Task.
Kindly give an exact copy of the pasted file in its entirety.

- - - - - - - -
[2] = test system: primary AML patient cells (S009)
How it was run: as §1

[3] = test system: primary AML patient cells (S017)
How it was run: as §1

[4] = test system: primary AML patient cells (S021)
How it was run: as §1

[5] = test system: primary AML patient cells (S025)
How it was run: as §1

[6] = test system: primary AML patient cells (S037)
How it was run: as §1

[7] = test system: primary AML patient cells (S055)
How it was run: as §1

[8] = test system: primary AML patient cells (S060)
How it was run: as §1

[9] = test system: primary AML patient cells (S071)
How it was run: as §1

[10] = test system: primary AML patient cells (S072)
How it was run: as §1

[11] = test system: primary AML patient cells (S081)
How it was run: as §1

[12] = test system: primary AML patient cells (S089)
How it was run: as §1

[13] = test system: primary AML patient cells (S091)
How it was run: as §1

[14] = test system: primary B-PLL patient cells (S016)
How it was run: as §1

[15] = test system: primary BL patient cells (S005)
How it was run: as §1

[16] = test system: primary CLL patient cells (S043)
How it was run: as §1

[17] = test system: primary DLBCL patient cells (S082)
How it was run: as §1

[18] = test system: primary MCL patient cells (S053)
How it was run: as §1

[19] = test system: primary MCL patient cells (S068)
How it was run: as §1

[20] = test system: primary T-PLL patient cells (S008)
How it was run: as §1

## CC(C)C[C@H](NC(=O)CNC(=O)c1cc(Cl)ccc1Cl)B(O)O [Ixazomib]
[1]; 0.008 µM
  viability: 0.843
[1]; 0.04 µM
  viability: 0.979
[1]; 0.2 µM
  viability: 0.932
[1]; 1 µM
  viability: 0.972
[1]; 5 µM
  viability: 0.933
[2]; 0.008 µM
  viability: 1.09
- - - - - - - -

[2] = test system: primary AML patient cells (S009)
How it was run: as §1

[3] = test system: primary AML patient cells (S017)
How it was run: as §1

[4] = test system: primary AML patient cells (S021)
How it was run: as §1

[5] = test system: primary AML patient cells (S025)
How it was run: as §1

[6] = test system: primary AML patient cells (S037)
How it was run: as §1

[7] = test system: primary AML patient cells (S055)
How it was run: as §1

[8] = test system: primary AML patient cells (S060)
How it was run: as §1

[9] = test system: primary AML patient cells (S071)
How it was run: as §1

[10] = test system: primary AML patient cells (S072)
How it was run: as §1

[11] = test system: primary AML patient cells (S081)
How it was run: as §1

[12] = test system: primary AML patient cells (S089)
How it was run: as §1

[13] = test system: primary AML patient cells (S091)
How it was run: as §1

[14] = test system: primary B-PLL patient cells (S016)
How it was run: as §1

[15] = test system: primary BL patient cells (S005)
How it was run: as §1

[16] = test system: primary CLL patient cells (S043)
How it was run: as §1

[17] = test system: primary DLBCL patient cells (S082)
How it was run: as §1

[18] = test system: primary MCL patient cells (S053)
How it was run: as §1

[19] = test system: primary MCL patient cells (S068)
How it was run: as §1

[20] = test system: primary T-PLL patient cells (S008)
How it was run: as §1

## CC(C)C[C@H](NC(=O)CNC(=O)c1cc(Cl)ccc1Cl)B(O)O [Ixazomib]
[1]; 0.008 µM
  viability: 0.843
[1]; 0.04 µM
  viability: 0.979
[1]; 0.2 µM
  viability: 0.932
[1]; 1 µM
  viability: 0.972
[1]; 5 µM
  viability: 0.933
[2]; 0.008 µM
  viability: 1.09